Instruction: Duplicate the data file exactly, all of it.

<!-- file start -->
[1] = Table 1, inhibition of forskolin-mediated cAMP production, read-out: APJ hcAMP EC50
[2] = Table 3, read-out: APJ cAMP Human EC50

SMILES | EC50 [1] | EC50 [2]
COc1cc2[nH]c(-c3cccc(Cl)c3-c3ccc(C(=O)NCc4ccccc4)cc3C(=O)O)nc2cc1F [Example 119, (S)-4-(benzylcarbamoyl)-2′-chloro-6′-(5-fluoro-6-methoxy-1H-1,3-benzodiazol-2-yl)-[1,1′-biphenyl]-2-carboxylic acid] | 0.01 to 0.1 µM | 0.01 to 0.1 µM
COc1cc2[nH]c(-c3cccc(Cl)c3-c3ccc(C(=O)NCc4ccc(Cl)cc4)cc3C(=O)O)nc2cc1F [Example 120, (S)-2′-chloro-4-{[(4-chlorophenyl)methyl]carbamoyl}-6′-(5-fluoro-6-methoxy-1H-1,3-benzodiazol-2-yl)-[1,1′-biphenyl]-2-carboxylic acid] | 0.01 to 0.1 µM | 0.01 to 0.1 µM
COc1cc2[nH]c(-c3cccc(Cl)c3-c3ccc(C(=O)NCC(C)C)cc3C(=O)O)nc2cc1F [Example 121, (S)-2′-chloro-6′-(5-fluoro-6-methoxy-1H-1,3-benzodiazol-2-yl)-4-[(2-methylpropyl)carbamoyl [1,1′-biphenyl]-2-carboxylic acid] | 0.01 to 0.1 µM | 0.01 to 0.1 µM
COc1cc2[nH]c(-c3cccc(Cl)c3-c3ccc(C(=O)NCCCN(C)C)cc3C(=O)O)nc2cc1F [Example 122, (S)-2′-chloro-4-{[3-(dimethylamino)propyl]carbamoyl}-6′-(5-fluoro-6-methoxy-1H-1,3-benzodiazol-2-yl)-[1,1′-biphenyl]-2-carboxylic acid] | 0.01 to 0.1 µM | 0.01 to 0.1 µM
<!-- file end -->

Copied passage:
[1] = Table 1, inhibition of forskolin-mediated cAMP production, read-out: APJ hcAMP EC50
[2] = Table 3, read-out: APJ cAMP Human EC50

SMILES | EC50 [1] | EC50 [2]
COc1cc2[nH]c(-c3cccc(Cl)c3-c3ccc(C(=O)NCc4ccccc4)cc3C(=O)O)nc2cc1F [Example 119, (S)-4-(benzylcarbamoyl)-2′-chloro-6′-(5-fluoro-6-methoxy-1H-1,3-benzodiazol-2-yl)-[1,1′-biphenyl]-2-carboxylic acid] | 0.01 to 0.1 µM | 0.01 to 0.1 µM
COc1cc2[nH]c(-c3cccc(Cl)c3-c3ccc(C(=O)NCc4ccc(Cl)cc4)cc3C(=O)O)nc2cc1F [Example 120, (S)-2′-chloro-4-{[(4-chlorophenyl)methyl]carbamoyl}-6′-(5-fluoro-6-methoxy-1H-1,3-benzodiazol-2-yl)-[1,1′-biphenyl]-2-carboxylic acid] | 0.01 to 0.1 µM | 0.01 to 0.1 µM
COc1cc2[nH]c(-c3cccc(Cl)c3-c3ccc(C(=O)NCC(C)C)cc3C(=O)O)nc2cc1F [Example 121, (S)-2′-chloro-6′-(5-fluoro-6-methoxy-1H-1,3-benzodiazol-2-yl)-4-[(2-methylpropyl)carbamoyl [1,1′-biphenyl]-2-carboxylic acid] | 0.01 to 0.1 µM | 0.01 to 0.1 µM
COc1cc2[nH]c(-c3cccc(Cl)c3-c3ccc(C(=O)NCCCN(C)C)cc3C(=O)O)nc2cc1F [Example 122, (S)-2′-chloro-4-{[3-(dimethylamino)propyl]carbamoyl}-6′-(5-fluoro-6-methoxy-1H-1,3-benzodiazol-2-yl)-[1,1′-biphenyl]-2-carboxylic acid] | 0.01 to 0.1 µM | 0.01 to 0.1 µM